Oregon Battle of the Books 2015-2016

  • Bamboo People by Mitali Perkins (2010), Realistic Fiction, 272 pages
    Two Burmese boys, one forced into the Burmese Army and one fighting on the side of Karenni insurgents in the country’s civil war, meet in the jungle and are forced to choose between dying or trusting one another.

  • Counting by 7s by Holly Goldberg Sloan (2012), Realistic Fiction, 384 pages
    A quirky cast of characters comes to the aid of 12-year-old genius and outcast Willow Chance after her parents are killed in a car accident, but it quickly becomes unclear who is taking care of whom.

  • Dealing with Dragons by Patricia C. Wrede (1990), Fantasy, 240 pages
    Having become weary of life trapped in a palace, headstrong Cimorene leaves to live among the dragons and becomes involved in fighting to protect their kingdom from dastardly wizards.

  • Famous Last Words by Katie Alender (2014), Mystery/Thriller, 320 pages
    New Hollywood resident Willa is having disturbing visions—of things like a body floating in her in the swimming pool. Slowly, it begins to seem like there is a connection with a creepy serial killer who is recreating famous movie scenes.

  • The Great Trouble by Deborah Hopkinson (2013), Historical Fiction, 256 pages
    The mystery is cholera and how it is spreading through London in 1854. Eel is an orphan who, with his best friend Florrie, joins Dr. John Snow in an effort save lives by proving the disease is spread through water, not poisonous air as many believe.

  • Jinx by Sage Blackwood (2013), Fantasy, 368 pages Abandoned by his stepparents in the decidedly dangerous forest of Urwald and rescued by the possibly evil, but excellent pumpkin pie-baking wizard Simon, Jinx sets out on a daring quest to find the answers about what’s really going on.

  • Keeper of the Lost Cities by Shannon Messenger (2012), Fantasy, 496 pages
    Sophie has always been able to read minds. At age 12, she discovers she is not human after all, but hidden away among humans to protect secrets buried deep in her memory. Building a new life among the elves, she discovers that some would kill for the secrets she keeps.

  • Liar & Spy by Rebecca Stead (2012), Realistic Fiction, 192 pages
    Georges is not happy about leaving his house for apartment life as a seventh grader. His parents are distracted. He is being picked on at school. Then, he meets Safer, a 12-year-old coffee drinking loner who recruits Georges into his efforts to spy on the mysterious Mr. X in the apartment upstairs.

  • Michael Vey: The Prisoner of Cell 25 by Richard Paul Evans (2011), Science Fiction, 338 pages
    In an unwise and unguarded moment, 14-year-old Michael Vey–a picked-on kid with Tourette’s syndrome–reveals his secret electric powers. The discovery that cheerleader Taylor has similar powers sends them looking for answers–and into the arms of a powerful group intent on twisting their abilities to evil purposes.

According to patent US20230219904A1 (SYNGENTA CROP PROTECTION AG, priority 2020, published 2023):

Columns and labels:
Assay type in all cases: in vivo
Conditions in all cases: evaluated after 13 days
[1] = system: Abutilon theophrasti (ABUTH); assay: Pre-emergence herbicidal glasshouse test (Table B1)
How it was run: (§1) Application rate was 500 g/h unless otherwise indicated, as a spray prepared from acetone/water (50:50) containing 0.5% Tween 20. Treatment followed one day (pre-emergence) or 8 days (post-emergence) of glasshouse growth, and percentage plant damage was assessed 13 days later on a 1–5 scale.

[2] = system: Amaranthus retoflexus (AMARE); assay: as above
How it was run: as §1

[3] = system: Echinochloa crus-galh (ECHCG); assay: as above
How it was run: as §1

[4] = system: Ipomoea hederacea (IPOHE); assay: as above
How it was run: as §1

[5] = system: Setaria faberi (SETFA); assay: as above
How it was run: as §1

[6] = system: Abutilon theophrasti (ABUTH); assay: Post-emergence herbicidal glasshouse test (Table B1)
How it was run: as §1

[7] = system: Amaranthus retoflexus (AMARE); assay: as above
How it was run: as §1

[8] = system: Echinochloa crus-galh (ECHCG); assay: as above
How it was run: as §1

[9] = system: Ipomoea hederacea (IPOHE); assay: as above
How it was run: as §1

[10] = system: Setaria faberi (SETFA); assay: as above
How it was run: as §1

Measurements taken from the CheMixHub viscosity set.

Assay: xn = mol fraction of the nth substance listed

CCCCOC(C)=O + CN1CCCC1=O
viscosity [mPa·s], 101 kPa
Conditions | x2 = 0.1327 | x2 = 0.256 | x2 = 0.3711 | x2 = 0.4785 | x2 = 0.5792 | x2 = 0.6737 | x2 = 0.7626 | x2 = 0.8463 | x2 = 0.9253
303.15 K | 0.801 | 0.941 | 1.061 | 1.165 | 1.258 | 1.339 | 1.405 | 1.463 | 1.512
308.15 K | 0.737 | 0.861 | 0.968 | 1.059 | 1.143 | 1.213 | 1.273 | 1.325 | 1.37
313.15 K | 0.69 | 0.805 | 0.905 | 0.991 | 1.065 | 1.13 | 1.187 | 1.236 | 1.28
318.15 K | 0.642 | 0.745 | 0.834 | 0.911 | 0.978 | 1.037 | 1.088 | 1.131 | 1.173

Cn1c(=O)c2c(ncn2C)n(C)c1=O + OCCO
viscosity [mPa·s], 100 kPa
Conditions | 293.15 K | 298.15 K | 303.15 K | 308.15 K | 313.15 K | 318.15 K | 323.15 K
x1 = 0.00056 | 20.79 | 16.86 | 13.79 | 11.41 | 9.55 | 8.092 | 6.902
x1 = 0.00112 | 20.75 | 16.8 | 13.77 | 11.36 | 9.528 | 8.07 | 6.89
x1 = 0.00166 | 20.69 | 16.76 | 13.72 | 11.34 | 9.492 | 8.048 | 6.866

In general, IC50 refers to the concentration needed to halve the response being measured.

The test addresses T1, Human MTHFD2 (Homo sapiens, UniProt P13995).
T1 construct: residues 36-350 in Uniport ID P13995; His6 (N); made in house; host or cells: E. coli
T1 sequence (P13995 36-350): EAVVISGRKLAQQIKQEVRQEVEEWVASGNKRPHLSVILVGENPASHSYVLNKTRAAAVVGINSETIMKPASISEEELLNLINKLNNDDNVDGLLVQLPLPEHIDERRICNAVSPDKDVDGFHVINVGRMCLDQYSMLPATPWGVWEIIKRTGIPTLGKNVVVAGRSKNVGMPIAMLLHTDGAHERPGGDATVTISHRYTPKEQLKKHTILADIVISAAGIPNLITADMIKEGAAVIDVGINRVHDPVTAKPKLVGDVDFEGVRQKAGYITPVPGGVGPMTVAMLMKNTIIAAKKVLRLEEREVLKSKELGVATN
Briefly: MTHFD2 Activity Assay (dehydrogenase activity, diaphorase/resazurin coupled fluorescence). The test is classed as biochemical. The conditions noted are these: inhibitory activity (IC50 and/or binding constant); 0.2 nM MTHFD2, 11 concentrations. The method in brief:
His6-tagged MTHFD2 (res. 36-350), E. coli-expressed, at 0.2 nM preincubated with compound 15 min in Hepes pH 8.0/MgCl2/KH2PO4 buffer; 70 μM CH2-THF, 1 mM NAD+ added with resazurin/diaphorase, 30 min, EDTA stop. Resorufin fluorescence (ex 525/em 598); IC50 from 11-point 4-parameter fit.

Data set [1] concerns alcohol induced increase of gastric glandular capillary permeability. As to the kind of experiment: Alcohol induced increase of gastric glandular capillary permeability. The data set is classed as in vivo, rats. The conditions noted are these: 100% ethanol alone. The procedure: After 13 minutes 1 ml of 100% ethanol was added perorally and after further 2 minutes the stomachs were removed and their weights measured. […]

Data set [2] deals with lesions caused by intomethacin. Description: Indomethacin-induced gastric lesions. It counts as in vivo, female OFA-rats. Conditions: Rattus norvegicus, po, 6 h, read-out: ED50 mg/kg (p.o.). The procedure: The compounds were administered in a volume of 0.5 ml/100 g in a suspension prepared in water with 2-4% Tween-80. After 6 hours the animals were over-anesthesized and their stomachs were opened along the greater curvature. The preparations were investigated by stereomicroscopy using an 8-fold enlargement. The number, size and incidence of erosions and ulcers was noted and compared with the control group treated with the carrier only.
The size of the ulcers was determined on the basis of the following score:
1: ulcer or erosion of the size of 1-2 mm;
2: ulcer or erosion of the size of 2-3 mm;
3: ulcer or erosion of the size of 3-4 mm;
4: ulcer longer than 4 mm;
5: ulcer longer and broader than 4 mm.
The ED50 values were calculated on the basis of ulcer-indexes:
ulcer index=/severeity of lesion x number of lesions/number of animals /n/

• Navigating Early by Clare Vanderpool (2013), Historical Fiction, 320 pages
    Uprooted from Kansas and sent to boarding school in Maine, Jack Baker is drawn into the orbit of the strange and imaginative Early Auden. Together, they go on a quest on the Appalachian Trail searching for a legendary black bear and encounter pirates, buried secrets, and a unique story based on the number pi.

  • Return to Sender by Julia Alvarez (2009), Realistic Fiction, 336 pages
    When Tyler’s father is injured in a farm accident, his family hires migrant Mexican workers to try to save their farm from foreclosure. After he befriends Mari, the oldest of the family’s three daughters, Tyler begins to realize what it means to them to be undocumented.

  • The Roar by Emma Clayton (2008), Dystopian Fiction, 496 pages
    Ellie has been taught to believe that the concrete wall and high-voltage razor wire that surrounds her world was built to protect people from plague-ridden animals. Mika has been taught that his twin sister, Ellie, was killed years ago. Both are beginning to realize they live in a world of lies. Both are preparing to act.

  • Stormbreaker by Anthony Horowitz (2001), Action/Adventure, 224 pages
    Alex’s uncle/guardian has died under suspicious circumstances. Alex first learns that his uncle was a top-secret operative with the Britain’s intelligence agency, M16. Then, forces within the agency manipulate Alex into taking over his uncle’s work and facing extreme danger.

  • Strike Three, You’re Dead by Josh Berk (2013), Sports/Mystery, 272 pages
    Die-hard baseball fan, but tragically bad baseball player Lenny Norbeck is about to get his big break. He wins a contest that will allow him to announce one inning for the Phillies, but before he can get started, a player drops dead. Lenny and his friends suspect foul play and set out to investigate.

  • What We Found in the Sofa and How It Saved the World by Henry Clark (2013), Humor, 356 pages
    The discovery of a rare zucchini-colored crayon between the cushions of a sofa pulls River, Freak, and Fiona into an evil plot to conquer the world. It is up to this trio of 12-year-olds to save Earth from an invasion of interstellar storm troopers.

  • Written in Stone by Rosanne Parry (2013), Historical Fiction, 198 pages
    Pearl loves the traditions of her Pacific Northwest Indian tribe and dreams of hunting whales in an eight-man canoe like her father. But an accident and the introduction of steam-powered whaling ships drive the whales from their waters. The Makah and Pearl must struggle to survive and fight to hold onto their culture.